Not only has the Information Commissioner’s Office reported that human error is the leading cause of reported data breaches, but this week Trinity Chambers in Guernsey was handed a fine of £10,000 following a breach of data protection laws as a result of human error, highlighting the potential cost to businesses.
What did they do wrong?
The firm sent out personal data in respect of an individual and their family via email and post. A lack of security meant that unconnected third parties, who had no way of knowing the sensitivity of the content of the post and emails, then unintentionally had access to the sensitive personal data.
A complaint was made by the individual concerned following the unauthorised disclosures and an investigation into the incident revealed that repeated human error was to blame for the breach, resulting in a £10,000 fine being handed to the firm.
Why was the fine so large?
The data protection commissioner has noted that the fine is reflective of the firm’s disappointing response to the complaint and its failure to engage appropriately or show an understanding of the impact of the breach on the individual. The lesson here is that, in itself, a breach of data protection rules will not automatically incur a penalty. However, inadequate safeguarding measures followed by a delayed or obstructive (or even just negligent) response to a breach may lead to investigation and subsequent fines from the ICO.
Human error will always be a risk, but the response to that error is what is important both in terms of limiting any sanctions and maintaining a positive relationship between a business and the individuals with whom it deals.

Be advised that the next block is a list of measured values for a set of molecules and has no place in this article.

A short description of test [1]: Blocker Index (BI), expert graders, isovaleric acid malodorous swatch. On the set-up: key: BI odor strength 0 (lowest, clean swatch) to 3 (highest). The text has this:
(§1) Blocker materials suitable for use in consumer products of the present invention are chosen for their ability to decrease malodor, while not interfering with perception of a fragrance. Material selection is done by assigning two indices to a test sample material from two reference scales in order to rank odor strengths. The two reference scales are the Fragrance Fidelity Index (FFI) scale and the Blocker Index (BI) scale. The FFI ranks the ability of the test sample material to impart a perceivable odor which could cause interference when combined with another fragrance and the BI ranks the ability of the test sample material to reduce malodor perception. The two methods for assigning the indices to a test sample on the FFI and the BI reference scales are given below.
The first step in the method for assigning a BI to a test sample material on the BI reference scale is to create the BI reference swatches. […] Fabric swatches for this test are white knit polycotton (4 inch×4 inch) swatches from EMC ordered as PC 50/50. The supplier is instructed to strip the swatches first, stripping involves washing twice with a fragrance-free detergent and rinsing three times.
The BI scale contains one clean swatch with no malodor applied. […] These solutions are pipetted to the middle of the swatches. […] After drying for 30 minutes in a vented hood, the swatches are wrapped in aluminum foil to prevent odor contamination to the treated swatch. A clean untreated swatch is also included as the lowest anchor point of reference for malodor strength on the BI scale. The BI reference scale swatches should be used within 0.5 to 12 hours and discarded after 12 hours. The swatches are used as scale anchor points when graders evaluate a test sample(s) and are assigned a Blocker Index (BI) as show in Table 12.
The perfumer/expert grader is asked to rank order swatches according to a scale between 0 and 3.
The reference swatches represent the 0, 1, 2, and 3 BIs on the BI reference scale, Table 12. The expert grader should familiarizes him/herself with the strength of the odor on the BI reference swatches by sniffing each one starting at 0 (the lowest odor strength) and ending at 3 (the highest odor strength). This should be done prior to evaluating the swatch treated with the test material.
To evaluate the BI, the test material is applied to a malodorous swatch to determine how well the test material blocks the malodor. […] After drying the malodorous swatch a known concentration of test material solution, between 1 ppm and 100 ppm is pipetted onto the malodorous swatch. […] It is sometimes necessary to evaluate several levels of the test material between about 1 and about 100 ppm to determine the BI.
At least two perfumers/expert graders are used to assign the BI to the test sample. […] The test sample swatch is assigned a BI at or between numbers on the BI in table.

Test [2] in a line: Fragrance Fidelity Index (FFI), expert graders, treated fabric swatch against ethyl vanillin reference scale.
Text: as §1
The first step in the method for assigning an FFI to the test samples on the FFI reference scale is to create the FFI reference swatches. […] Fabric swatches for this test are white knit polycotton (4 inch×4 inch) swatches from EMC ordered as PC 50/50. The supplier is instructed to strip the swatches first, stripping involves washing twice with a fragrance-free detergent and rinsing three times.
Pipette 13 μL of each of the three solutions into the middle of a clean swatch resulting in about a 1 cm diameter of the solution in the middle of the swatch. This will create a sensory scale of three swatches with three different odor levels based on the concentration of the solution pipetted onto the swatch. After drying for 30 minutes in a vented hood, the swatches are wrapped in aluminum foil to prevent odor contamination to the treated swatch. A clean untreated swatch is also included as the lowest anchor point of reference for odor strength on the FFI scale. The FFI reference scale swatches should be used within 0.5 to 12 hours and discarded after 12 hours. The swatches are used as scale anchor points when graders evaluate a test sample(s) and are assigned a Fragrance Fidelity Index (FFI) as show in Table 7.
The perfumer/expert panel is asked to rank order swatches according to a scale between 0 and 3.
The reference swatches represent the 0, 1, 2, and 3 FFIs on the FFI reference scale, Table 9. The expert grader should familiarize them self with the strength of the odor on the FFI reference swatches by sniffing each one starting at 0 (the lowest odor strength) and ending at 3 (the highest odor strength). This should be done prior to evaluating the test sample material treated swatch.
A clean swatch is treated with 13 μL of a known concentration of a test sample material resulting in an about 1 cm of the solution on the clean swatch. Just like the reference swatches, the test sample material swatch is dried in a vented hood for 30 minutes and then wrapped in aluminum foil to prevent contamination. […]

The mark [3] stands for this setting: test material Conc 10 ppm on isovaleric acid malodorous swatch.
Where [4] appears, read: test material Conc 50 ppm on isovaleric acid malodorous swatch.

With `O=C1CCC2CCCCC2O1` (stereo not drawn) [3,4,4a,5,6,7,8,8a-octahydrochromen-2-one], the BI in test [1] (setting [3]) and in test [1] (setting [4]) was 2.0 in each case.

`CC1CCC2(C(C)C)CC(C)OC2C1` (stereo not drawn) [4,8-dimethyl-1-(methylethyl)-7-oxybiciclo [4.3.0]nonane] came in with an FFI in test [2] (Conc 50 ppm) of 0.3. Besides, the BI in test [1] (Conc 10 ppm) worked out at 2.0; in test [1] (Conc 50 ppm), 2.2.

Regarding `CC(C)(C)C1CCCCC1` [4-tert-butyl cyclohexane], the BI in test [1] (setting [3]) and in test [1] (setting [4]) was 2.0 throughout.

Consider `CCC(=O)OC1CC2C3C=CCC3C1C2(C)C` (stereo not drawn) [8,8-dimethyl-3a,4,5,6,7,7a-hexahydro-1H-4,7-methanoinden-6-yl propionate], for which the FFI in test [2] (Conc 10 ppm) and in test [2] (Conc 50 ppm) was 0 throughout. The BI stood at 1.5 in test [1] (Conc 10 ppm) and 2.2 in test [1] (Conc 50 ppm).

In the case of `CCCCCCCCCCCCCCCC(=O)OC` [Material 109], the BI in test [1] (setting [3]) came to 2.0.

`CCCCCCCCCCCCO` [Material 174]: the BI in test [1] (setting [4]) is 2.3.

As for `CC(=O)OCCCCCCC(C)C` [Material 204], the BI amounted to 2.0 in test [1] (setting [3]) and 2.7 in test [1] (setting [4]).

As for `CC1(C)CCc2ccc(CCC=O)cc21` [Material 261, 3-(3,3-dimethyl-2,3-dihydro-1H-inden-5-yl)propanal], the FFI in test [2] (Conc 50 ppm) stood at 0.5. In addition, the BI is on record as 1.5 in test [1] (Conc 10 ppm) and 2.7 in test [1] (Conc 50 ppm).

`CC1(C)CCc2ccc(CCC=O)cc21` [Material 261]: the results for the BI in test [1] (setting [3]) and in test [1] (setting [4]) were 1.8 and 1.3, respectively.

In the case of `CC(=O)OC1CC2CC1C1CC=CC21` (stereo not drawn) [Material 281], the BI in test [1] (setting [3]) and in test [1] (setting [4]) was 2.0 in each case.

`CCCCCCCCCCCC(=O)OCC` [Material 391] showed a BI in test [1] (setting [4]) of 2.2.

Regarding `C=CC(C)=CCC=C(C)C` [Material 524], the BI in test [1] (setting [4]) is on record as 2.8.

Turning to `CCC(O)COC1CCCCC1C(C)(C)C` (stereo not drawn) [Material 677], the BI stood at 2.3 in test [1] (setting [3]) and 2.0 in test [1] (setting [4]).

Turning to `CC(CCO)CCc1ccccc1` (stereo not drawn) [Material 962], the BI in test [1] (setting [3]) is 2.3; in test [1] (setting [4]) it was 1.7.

Where does the risk lie?
Lack of understanding or awareness may mean (for example):
- a subject access request goes unanswered or is delayed
- misuse of personal data, eg it is used to contact individuals without consent
- personal data is used for purposes outside of the purpose for collection of that data
- personal data is inadvertently provided to unconnected parties
- delayed or no action following a security breach
- failure to update records or delete records.
All of the above would be breaches of the GDPR and may require immediate action or even reporting (depending on the circumstances).
How do we prevent or minimise the ‘human error factor’? TRAINING, TRAINING, TRAINING !
Compliance with GDPR cannot rely just on software systems and one data protection manager.
All individuals within organisations need to be aware of how data protection compliance impacts on their role and what their responsibilities might be (in a few cases, there may legitimately be none).
In order to combat this risk and employee lack of awareness, training should be provided to staff at induction and at regular intervals, especially if their role and responsibilities change. It is also crucial that staff know what to do if an error occurs. Communication at the earliest point is key in handling a breach, so creating a culture of trust is crucial.
Once the training and understanding is in place, investment in the technology to support good data protection procedures will enhance those procedures and allow easy management of the various tasks and obligations.